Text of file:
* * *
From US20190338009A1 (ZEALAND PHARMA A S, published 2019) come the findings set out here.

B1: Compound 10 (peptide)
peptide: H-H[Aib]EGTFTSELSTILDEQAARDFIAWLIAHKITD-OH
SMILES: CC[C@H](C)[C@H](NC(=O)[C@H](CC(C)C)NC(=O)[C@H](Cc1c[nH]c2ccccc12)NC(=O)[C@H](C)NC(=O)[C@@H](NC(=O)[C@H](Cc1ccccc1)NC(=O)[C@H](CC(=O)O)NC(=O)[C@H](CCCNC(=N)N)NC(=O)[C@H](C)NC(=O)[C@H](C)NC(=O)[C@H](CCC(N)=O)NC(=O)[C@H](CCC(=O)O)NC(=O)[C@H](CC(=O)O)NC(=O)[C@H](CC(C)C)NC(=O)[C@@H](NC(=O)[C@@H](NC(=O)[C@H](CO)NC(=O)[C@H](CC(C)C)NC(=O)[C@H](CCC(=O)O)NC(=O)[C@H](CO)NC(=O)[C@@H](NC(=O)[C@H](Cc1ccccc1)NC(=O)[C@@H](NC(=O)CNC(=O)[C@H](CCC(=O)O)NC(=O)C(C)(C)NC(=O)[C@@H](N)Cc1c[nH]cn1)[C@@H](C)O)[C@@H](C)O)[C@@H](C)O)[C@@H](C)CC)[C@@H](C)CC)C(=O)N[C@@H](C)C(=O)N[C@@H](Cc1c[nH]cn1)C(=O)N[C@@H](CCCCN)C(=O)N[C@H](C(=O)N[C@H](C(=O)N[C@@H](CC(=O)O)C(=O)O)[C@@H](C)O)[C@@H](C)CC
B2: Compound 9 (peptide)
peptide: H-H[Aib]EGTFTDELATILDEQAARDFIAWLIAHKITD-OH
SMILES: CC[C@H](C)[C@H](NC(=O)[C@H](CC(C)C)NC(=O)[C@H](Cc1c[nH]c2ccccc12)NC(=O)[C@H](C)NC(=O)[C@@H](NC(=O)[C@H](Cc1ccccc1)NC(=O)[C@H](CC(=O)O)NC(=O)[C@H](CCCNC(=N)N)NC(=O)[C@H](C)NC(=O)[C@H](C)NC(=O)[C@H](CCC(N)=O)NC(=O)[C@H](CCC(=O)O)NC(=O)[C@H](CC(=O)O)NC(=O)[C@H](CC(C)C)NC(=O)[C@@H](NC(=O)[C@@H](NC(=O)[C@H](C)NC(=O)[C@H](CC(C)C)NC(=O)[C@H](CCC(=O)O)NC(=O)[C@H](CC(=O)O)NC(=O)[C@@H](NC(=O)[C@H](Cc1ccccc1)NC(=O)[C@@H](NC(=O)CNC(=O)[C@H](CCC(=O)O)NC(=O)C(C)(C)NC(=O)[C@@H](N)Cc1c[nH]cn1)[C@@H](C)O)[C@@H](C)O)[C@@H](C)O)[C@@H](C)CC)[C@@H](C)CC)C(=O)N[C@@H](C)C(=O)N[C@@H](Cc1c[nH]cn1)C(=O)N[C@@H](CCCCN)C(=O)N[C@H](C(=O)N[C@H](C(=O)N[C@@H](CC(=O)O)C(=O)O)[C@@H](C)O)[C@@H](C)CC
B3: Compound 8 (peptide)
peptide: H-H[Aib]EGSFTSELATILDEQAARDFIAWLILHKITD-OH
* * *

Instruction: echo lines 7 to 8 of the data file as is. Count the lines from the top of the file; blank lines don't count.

SMILES: CC[C@H](C)[C@H](NC(=O)[C@H](CC(C)C)NC(=O)[C@H](Cc1c[nH]c2ccccc12)NC(=O)[C@H](C)NC(=O)[C@@H](NC(=O)[C@H](Cc1ccccc1)NC(=O)[C@H](CC(=O)O)NC(=O)[C@H](CCCNC(=N)N)NC(=O)[C@H](C)NC(=O)[C@H](C)NC(=O)[C@H](CCC(N)=O)NC(=O)[C@H](CCC(=O)O)NC(=O)[C@H](CC(=O)O)NC(=O)[C@H](CC(C)C)NC(=O)[C@@H](NC(=O)[C@@H](NC(=O)[C@H](C)NC(=O)[C@H](CC(C)C)NC(=O)[C@H](CCC(=O)O)NC(=O)[C@H](CC(=O)O)NC(=O)[C@@H](NC(=O)[C@H](Cc1ccccc1)NC(=O)[C@@H](NC(=O)CNC(=O)[C@H](CCC(=O)O)NC(=O)C(C)(C)NC(=O)[C@@H](N)Cc1c[nH]cn1)[C@@H](C)O)[C@@H](C)O)[C@@H](C)O)[C@@H](C)CC)[C@@H](C)CC)C(=O)N[C@@H](C)C(=O)N[C@@H](Cc1c[nH]cn1)C(=O)N[C@@H](CCCCN)C(=O)N[C@H](C(=O)N[C@H](C(=O)N[C@@H](CC(=O)O)C(=O)O)[C@@H](C)O)[C@@H](C)CC
B3: Compound 8 (peptide)